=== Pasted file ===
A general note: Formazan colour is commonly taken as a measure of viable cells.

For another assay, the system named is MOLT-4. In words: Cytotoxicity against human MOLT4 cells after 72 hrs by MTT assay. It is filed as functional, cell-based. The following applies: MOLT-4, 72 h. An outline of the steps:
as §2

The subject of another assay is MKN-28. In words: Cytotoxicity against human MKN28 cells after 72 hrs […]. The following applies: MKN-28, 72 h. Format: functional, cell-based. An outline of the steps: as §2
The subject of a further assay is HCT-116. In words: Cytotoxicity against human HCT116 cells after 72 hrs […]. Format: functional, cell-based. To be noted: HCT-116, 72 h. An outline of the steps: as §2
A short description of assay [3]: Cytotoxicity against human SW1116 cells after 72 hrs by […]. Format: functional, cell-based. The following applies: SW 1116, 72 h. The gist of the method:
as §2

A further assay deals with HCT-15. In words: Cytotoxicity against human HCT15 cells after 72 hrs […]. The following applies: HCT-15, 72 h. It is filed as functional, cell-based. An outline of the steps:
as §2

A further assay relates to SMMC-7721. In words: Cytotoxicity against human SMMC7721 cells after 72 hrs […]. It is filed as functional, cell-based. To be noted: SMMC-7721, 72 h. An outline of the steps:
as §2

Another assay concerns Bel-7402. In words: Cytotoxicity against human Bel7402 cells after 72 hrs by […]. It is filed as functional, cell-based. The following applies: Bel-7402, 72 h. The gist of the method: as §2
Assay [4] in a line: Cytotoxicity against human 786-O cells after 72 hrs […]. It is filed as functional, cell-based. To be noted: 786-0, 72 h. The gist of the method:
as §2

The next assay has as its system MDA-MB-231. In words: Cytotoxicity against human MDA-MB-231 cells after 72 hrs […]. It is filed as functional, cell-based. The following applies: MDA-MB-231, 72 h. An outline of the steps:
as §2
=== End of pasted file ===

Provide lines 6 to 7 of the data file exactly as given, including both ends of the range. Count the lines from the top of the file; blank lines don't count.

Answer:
A short description of assay [3]: Cytotoxicity against human SW1116 cells after 72 hrs by […]. Format: functional, cell-based. The following applies: SW 1116, 72 h. The gist of the method:
as §2